For new traders, just learning how to navigate the forex market, technical indicators can be a useful tool in figuring out the ropes of the game. Think of them as training wheels. When you set out on your first bike ride, your training wheels helped you balance and build your confidence until you were ready to tackle the sidewalks without them.
Technical indicators work the same way. They help you balance the forex market, as you study the trends and determine how to best navigate them. Just like training wheels though, technical indicators ultimately become useless to the experienced forex trader.
Examples of Technical Indicators
Moving Averages are used to follow trends through price directions, which are tracked based on the time unit that you determine. These indicators can demonstrate changes by days, hours, or even minutes. Forex traders use them to identify when one trend has ended and a new one has started. Once this information is identified, traders can pinpoint the best times to buy and sell. Moving averages are among the most widely used technical indicators.
The Relative Strength Index (RSI) is often used as a compliment to an additional indicator. This momentum indicator contrasts the significance of recent, substantial gains to recent losses. The goal of the RSI is to correctly determine when an asset has been oversold or overbought. With oversold assets, the price has steeply dropped, often to a level that is less than true value. Panicked selling is generally to blame for this market condition. Overbought assets are experiencing the exact opposite conditions. Demand increases the price of an asset to unreasonable levels.
The Commodity Channel Index (CCI) also monitors oversold and overbought assets. This oscillator monitors assets as they move between two extreme values, by evaluating the relationship between price and the moving average. The CCI is a valuable tool for identifying buying and selling cycles. Introduced in 1980, the index has become a widely used indicator among Forex traders.
A Japanese Candlestick is a method of plotting prices to identify movements in currency pairs. Though the method has been popular in Japan for years, it's only recently become a staple of Forex trading in the United States. The process uses two colors and various rectangular shapes to demonstrate the price movement. Due to its ability to provide information with a quick glance, the candlestick is particularly useful for making price predictions. This indicator is best used in combination with other technical indicators.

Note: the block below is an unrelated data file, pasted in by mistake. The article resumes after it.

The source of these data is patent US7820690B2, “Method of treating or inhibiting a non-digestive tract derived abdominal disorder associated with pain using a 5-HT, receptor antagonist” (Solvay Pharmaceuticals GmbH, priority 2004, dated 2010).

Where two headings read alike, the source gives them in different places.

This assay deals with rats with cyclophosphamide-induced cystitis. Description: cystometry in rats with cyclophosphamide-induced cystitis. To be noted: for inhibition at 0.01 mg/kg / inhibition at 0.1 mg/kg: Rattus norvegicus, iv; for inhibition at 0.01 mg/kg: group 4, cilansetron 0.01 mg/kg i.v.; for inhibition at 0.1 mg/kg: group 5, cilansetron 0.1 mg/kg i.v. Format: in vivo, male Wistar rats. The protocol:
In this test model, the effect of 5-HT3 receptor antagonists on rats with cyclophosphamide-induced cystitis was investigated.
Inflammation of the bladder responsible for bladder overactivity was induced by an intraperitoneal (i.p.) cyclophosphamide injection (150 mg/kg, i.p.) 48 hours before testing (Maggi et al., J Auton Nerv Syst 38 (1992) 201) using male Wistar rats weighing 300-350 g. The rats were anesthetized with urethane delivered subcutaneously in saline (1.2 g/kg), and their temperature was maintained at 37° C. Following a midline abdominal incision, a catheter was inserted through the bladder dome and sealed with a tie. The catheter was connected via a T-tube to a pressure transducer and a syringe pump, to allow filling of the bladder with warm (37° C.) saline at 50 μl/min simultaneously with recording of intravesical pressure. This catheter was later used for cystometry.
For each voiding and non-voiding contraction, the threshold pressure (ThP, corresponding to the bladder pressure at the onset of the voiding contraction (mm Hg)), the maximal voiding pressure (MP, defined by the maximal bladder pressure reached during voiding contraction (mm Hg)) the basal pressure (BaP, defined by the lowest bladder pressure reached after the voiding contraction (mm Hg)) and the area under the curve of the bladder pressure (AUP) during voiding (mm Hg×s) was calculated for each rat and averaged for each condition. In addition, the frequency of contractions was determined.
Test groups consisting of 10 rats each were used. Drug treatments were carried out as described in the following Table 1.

The Reality of Indicators
How many Tour de France bike riders do you see with training wheels on their bikes? Though most of those riders probably started out with training wheels, they took them off way before becoming professionals. Technical indicators work in the same way and experienced traders know that they are useless. How are they so sure? Dozens of full-time programmers, running thousands of permutations, constantly prove that these indicators don't consistently work.
The biggest difficulty in using indicators is that they are backwards facing instead of forward facing. Indicators tell the story of past performances, and are essentially just records of historical data. Analyzing past periods and using them to correctly predict future periods is a hit or miss strategy. The same indicator can be simultaneously correct in one event and incorrect in a handful of others.
When Forex trainers assert that they have identified a foolproof indicator, buyer beware. This is one of many tactics that are unscrupulously used to reel in new, inexperienced traders. While they enthusiastically show students where their indicators work, the real trick is that they purposely do not show the situations where they do not. Technical indicators are common tools in Forex training, but understand their uselessness and limitations in order to protect your valuable investments.
Learn more about my trading philosophy from my book: The Bull, The Bear, The Baboon – FX Lessons Learned the Hard Way